Shock Practice Questions

1. What is the definition of shock?
Shock is a life-threatening medical condition characterized by insufficient blood flow to the body’s tissues, leading to organ dysfunction and potential failure.

2. What are the four primary types of shock?
Hypovolemic, cardiogenic, obstructive, and distributive (anaphylactic, septic, neurogenic).

3. What is perfusion?
It is the passage of fluid through the circulatory system or lymphatic system to an organ or a tissue, usually referring to the delivery of blood to a capillary bed in tissue.

4. What are the components of normal perfusion?
Heart: pump function; blood vessel: container function; and blood: content function.

5. What are the primary causes of shock?
Pump failure, poor vessel function, and low fluid volume.

6. What are the four distinct stages of shock?
Initial, compensatory, progressive and refractory.

7. What causes anaerobic metabolism in the initial stage of shock?

8. Why does peripheral edema occur in progressive shock?
Because all the fluid the body is trying to preserve during compensation is not being moved around anymore.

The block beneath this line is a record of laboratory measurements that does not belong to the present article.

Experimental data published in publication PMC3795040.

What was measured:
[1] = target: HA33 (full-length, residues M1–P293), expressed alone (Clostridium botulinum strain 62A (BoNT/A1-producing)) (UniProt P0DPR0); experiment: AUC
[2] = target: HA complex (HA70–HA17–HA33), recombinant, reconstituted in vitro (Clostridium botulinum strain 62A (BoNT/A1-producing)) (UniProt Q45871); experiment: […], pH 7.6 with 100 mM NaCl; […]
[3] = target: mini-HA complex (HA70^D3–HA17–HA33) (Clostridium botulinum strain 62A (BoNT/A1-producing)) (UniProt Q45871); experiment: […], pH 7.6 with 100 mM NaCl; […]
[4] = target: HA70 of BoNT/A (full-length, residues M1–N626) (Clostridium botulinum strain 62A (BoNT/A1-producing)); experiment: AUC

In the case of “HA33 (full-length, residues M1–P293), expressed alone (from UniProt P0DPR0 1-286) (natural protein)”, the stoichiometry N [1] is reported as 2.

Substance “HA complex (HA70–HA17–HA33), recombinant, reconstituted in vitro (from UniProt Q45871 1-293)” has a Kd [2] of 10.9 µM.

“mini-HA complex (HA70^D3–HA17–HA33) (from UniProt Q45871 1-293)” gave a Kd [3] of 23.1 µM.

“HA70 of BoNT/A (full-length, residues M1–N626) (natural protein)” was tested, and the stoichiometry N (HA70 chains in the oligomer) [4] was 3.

9. What is the refractory stage of shock?
Irreversible cell death and organ damage.

10. What is cardiogenic shock?
Cardiogenic shock is a state of inadequate circulation of blood due to the heart’s inability to pump effectively, often resulting from severe heart muscle damage or dysfunction.

11. What is the main reason for cardiogenic shock?
Myocardial infarction

12. What does cardiogenic shock cause?
Inadequate heart function, congestive heart failure, myocardial infarction, severe mitral regurgitation, and ventricular tachycardia.

13. What is the treatment for cardiogenic shock?
Keep the patient comfortable, high flow oxygen, assist with ventilation, and rapid transport.

14. What pulmonary issue can occur from cardiogenic shock, and what can you treat it with?
Pulmonary edema, and you can treat it with diuretics.

15. What is obstructive shock?
Obstructive shock is an impairment of the heart to pump effectively as a result of a non-cardiac factor. It is caused by mechanical obstruction, which prevents an adequate volume of blood from filling the heart chambers. Two common causes are cardiac tamponade and tension pneumothorax.

16. How can you treat obstructive shock?
Oxygen therapy, keep the patient warm, and rapid transport.

17. What is anaphylactic shock?
Anaphylactic shock is a severe, rapid-onset allergic reaction that leads to systemic vasodilation, airway constriction, and a critical drop in blood pressure, potentially causing organ failure.